HomepageNewsAn Analytical Toolkit for Music Theory and Jewish Liturgical Chant

An Analytical Toolkit for Music Theory and Jewish Liturgical Chant

When Assistant Professor of Music Rosa Abrahams began studying music theory, Jewish liturgical music—which she calls her “musical home”—was not reflected in what she was learning because music theorists have typically engaged with music that is traditional, classical, and popular. She was fortunate enough to have a dissertation advisor in graduate school who encouraged her to study what she loved, so she started exploring Jewish music analysis.

“It was immediately apparent that I couldn’t study just the music; body movement is vital to prayer, even in branches of Judaism not as well known for their physical movements, such as Reform and Conservative Judaism, as opposed to Orthodox Judaism,” said Abrahams. “This really resonated with my own embodied experience of how worship and prayer really work. My work in Reform and Conservative congregations has only deepened my love of Jewish liturgy and of the complexities of embodied prayer experience. Moreover, I find it incredibly rewarding to not only be bringing ritual music into the scope of music theoretical discussion, but also to be bringing music analysis to the congregants and clergy I work with, as a way of helping them explore their own individual and communal experiences.”

In exploring how people move their bodies during prayer, Abrahams focuses specifically on Jewish worship settings, examining how movements are aligned—or not aligned—with the meter of the chant being sung or heard. To do this, she analyzes the chant, which doesn’t always have a regular meter like some music does. She also analyzes individual people’s movements, but the challenge is that she has to do this analysis without the benefit of video because she is restricted from recording during worship.

Music theorists employ analytical methods that have developed over centuries, but Abrahams is looking to expand on what she calls an “analytical toolkit” in two ways. First, she uses mimicry to learn to move as her participants move so that she can record and analyze the movements. “This type of simulation analysis is done in performance studies, but less so in music theory, where bodily experiences with music have historically been understudied,” said Abrahams. “This is changing, though, and theorists are becoming increasingly interested in music-body interactions. To do this mimetic analysis, I interview congregants and clergy about their musical and physical experiences during prayer, and then I observe them for many weeks, sometimes months, during worship.”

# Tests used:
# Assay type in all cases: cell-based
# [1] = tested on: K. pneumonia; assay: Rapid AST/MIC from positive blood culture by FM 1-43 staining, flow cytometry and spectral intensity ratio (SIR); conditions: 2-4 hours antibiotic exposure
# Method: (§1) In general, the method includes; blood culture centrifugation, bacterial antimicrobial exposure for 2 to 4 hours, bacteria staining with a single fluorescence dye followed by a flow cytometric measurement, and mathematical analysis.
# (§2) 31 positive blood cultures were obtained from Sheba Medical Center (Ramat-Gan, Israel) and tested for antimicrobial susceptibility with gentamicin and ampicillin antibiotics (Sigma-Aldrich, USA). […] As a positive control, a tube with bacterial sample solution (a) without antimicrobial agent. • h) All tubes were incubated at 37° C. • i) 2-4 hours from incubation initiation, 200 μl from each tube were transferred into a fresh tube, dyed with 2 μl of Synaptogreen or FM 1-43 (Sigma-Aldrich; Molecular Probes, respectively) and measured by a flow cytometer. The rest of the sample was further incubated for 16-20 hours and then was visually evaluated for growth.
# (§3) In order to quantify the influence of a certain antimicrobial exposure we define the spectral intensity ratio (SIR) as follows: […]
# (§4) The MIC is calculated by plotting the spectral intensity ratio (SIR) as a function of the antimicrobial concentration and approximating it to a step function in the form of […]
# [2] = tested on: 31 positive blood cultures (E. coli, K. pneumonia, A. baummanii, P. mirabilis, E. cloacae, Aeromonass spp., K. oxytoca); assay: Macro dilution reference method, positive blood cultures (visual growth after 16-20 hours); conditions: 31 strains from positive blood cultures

The second way she is trying to expand the analytical toolkit is by working with the music in a different way from classical and popular music. Since Jewish music is an oral tradition music, it is typically transmitted through oral learning, rather than being written down. “This has a couple of implications: there aren’t scores or recordings that can be used as the ‘original’ or ‘correct’ version of a given piece, and community customs around performance for a specific prayer melody can change from synagogue to synagogue. Thus, we can understand Jewish liturgical chant as being ontologically different from composed music in, say, a classical or popular style. Music theorists typically analyze something fixed—a score or a recording—that we can listen to and look at it repeatedly and it stays the same.”

Abrahams said that Jewish liturgical chant evades this kind of “fixing” into a static object, which means that music theorists need to develop their analytical methods to understand it better. “I approach this issue in my analysis by comparing multiple versions of the same prayer, by different people, and looking at what stays the same and what is different between them.”

“Through these analyses, I hope to understand more about how embodied prayer experiences work in synagogue settings, and how meter works in Jewish liturgical chant.”

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